The 51st State?
I spent Independence Day weekend along Lake Tahoe, enjoying one of the most beautiful places in the nation. During my drive in, I passed a road sign that welcomed me to the “State of Jefferson.” As I was in the state of California, I was naturally confused. So I did what any self-respecting Millennial would and took to Google.
It turns out that people in 21 counties in Northern California (as well as 7 counties in lower Oregon) want to secede from their respective states, a movement that first appeared in 1852. Clearly, the Jeffersonians have been unsuccessful thus far, but this concept intrigued me so I dug further. I found a long-shot cause with a rich history, complex motives, and an inspiring dream. While it is incredible and improbable that the state of Jefferson will achieve independence, the people of that place are justified in their protest, which makes Jefferson the most interesting political movement in California.
The proposed State of Jefferson would span the northern-most counties of California (from Del Norte to Mendocino, and Modoc to Tuolumne), and in Oregon from Curry County up to Douglas County and east to Lake County. This expanse would cover 73,656 sq. ml. (greater than 32 existing states), but would be home to little more than 2 million people — its largest city would be Redding, with a population of 91,119. In California, this sparse population has meant that all 21 counties are represented in the state legislature by only three Assemblymembers and three Senators (out of a total of 80 members and 40 members, respectively for each house of the legislature).
Economically, most Jeffersonians are rural, and geographically excluded from the major industries that power the Californian economy (tech goes no farther north than Marin County). This has stunted the northern economies, and created a divide between the “northern region” and the rest of the state. Culturally as well, Jeffersonians are quite different from their fellow Californians — they love their guns, their Bibles, and their weed (I’m looking at you, Mendocino). This cultural divide is manifest in the politics of the region, where all but two counties voted for Romney in 2012 (in Oregon, all Jeffersonian counties voted for Romney). It is a small conservative block in a big liberal stronghold. There in lie the seeds of discontent.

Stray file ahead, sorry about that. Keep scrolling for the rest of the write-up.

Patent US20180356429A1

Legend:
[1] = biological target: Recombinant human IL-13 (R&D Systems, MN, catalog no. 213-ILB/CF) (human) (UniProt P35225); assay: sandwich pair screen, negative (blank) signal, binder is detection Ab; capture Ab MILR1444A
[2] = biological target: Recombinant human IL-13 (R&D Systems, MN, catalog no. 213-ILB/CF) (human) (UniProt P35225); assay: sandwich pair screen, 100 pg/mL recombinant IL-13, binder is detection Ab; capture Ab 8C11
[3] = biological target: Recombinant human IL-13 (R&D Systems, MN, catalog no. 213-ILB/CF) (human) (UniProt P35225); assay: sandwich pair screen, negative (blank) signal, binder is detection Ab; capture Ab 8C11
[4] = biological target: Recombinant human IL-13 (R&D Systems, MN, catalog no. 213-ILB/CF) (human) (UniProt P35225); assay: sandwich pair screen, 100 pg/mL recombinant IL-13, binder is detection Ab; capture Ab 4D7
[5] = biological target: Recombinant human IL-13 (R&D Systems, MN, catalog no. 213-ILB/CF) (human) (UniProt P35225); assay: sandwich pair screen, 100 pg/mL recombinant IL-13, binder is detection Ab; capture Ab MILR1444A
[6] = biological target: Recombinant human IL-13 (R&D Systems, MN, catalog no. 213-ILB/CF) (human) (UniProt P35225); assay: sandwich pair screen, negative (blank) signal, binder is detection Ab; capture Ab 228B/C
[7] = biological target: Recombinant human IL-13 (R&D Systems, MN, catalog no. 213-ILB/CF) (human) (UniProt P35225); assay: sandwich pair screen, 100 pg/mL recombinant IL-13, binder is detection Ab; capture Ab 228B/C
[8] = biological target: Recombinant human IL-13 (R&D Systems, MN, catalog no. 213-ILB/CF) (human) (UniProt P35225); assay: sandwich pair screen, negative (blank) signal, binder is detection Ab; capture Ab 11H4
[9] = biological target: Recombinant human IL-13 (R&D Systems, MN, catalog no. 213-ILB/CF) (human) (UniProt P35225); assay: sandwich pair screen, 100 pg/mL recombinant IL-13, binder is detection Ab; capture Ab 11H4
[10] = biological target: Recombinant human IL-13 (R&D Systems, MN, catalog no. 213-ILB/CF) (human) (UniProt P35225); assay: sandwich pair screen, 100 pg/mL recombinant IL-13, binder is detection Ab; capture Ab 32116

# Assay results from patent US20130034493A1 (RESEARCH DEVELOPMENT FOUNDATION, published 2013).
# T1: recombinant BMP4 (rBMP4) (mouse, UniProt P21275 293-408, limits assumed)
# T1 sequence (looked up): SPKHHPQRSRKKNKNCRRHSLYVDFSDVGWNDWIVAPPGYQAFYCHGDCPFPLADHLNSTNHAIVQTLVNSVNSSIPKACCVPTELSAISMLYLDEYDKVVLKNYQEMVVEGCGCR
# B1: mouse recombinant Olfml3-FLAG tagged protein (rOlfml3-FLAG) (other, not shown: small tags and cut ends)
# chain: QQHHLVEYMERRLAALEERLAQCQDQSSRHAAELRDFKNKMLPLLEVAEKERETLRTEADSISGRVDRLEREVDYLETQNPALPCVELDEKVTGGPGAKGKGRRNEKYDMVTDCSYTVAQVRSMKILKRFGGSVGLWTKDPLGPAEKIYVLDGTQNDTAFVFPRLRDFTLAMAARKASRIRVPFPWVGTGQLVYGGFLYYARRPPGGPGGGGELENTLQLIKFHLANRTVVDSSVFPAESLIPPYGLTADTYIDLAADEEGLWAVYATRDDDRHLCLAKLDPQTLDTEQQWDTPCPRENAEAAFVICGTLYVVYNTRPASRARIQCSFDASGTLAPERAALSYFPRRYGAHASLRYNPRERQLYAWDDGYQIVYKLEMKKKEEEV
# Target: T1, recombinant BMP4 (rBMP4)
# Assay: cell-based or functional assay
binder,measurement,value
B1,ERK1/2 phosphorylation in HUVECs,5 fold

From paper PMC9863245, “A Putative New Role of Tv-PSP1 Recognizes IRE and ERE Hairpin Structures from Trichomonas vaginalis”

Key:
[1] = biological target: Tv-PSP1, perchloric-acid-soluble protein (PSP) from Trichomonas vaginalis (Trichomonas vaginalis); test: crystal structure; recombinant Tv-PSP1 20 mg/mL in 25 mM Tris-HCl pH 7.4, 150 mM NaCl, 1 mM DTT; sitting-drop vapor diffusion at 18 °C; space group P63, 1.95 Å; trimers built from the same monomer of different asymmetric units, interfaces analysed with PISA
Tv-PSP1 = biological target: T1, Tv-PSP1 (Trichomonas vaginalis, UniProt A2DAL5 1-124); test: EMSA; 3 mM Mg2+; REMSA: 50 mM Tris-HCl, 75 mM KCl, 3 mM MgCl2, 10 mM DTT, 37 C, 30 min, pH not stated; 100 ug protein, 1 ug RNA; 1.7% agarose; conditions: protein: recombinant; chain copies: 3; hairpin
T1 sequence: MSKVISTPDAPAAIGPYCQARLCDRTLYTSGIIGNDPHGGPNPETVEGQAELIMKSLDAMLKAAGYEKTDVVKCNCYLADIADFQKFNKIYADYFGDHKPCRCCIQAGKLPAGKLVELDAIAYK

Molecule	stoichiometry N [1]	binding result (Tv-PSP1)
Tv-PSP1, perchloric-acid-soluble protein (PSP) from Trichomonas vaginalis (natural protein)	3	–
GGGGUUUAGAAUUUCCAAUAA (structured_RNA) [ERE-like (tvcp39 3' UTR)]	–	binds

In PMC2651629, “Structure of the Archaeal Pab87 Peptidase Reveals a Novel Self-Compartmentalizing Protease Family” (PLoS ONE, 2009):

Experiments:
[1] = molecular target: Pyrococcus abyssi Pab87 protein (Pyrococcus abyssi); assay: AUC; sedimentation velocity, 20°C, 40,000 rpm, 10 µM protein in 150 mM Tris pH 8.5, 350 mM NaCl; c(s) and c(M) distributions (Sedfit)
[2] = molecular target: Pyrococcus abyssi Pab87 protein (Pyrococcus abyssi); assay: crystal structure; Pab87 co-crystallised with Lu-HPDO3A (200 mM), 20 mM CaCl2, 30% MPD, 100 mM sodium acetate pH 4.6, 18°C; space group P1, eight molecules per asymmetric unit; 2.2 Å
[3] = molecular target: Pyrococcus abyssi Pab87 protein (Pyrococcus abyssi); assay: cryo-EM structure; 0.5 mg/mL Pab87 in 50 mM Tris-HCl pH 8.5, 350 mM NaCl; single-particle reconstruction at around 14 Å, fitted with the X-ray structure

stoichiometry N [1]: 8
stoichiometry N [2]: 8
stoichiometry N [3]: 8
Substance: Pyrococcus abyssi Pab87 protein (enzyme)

Geographically, economically, culturally, and politically, the Jefferson counties feel separate from the rest of the California. Jeffersonians speak in very libertarian phrases, arguing that the California government has taken much of their freedom without the people’s consent (taxation without representation?). This concern is the basis of the “three R’s of Jefferson:” representation (more of it), regulation (less of it), and restoration (economically speaking). Considering the actions of the California state legislature over the decades, these grievances have merit.
These ideas have proven remarkably appealing. The Supervisors of 5 counties, and the voters of one county (Tehama), approved secession. It has also received significant media attention, most notably on The Colbert Report. However, secession and formation of a new state is an arduous process that requires three actions: 1) approval to secede by the Board of Supervisors of each Jeffersonian county, 2) approval to secede by the California (and Oregon) legislature, and 3) approval to form a new state by the US Congress.
The movement is in the first phase, and already it is beset with difficulties. The Supervisors of 4 counties rejected secession, along with the voters of Del Norte and Alpine Counties. Furthermore, even if each of these 21 California counties were to approve secession, it is difficult to imagine the California legislature voting to sever the state from its greatest water reserves in the north.
Still, the Jeffersonians are determined, surprisingly well organized, and offer something rare in politics: a cause that captures the imagination. Jefferson evokes images of rugged individualism and the untamed West, and it promises a new birth of freedom for a people who have been stuck for years.
I will be unaffected by the outcome of the Jefferson movement, yet I am drawn to the cause. My interest is academic — I neither support nor oppose the movement — but I cannot help but sympathize with the Jeffersonians. Their indignation is righteous and their rhetoric evokes the libertarian principles that undergird this nation. These activists are not the only Californians who are dissatisfied with their government, and they likely will not be alone in their struggle. Regardless of whether secession succeeds, California’s leaders ought to understand that they have lost the confidence of our northern brothers, and that they must work to earn it back.